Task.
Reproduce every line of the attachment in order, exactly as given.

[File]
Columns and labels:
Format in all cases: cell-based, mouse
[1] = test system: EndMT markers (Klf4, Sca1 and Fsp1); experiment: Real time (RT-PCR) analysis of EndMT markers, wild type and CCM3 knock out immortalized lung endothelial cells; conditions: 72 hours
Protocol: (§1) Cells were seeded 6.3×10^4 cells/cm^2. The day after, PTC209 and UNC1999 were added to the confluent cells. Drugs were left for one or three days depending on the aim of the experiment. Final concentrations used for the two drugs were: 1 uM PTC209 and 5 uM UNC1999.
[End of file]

Columns and labels:
Format in all cases: cell-based, mouse
[1] = test system: EndMT markers (Klf4, Sca1 and Fsp1); experiment: Real time (RT-PCR) analysis of EndMT markers, wild type and CCM3 knock out immortalized lung endothelial cells; conditions: 72 hours
Protocol: (§1) Cells were seeded 6.3×10^4 cells/cm^2. The day after, PTC209 and UNC1999 were added to the confluent cells. Drugs were left for one or three days depending on the aim of the experiment. Final concentrations used for the two drugs were: 1 uM PTC209 and 5 uM UNC1999.